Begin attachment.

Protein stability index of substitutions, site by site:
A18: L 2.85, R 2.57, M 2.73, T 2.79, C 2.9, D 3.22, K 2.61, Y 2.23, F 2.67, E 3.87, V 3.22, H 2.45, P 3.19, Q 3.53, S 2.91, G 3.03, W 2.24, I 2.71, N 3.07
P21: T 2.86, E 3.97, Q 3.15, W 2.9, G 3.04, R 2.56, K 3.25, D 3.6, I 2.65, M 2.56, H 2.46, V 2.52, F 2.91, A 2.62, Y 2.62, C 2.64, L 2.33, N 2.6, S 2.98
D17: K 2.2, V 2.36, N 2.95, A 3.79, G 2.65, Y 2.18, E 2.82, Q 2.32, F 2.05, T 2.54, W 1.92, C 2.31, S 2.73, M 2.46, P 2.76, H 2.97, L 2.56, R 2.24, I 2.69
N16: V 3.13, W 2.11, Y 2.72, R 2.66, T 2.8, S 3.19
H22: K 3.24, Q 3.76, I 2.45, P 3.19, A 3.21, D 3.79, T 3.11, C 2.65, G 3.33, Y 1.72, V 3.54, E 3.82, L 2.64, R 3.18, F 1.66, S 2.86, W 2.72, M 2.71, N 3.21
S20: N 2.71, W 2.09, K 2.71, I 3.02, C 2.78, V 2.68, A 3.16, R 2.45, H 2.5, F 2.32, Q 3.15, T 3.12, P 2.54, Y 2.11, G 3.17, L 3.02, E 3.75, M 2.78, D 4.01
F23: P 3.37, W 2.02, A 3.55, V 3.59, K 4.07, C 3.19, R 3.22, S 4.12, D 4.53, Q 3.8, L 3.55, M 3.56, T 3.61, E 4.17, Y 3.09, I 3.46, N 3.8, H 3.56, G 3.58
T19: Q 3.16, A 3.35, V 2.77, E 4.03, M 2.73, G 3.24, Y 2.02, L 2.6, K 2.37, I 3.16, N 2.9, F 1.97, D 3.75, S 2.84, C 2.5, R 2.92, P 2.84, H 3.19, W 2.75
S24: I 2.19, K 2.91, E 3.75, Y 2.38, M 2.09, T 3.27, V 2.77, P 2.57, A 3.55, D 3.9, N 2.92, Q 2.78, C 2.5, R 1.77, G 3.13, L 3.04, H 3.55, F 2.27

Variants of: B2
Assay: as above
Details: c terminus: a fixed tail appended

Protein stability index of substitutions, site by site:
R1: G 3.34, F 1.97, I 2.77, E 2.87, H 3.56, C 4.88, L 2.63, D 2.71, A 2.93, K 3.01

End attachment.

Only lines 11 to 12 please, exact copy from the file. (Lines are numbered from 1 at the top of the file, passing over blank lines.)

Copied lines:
Variants of: B2
Assay: as above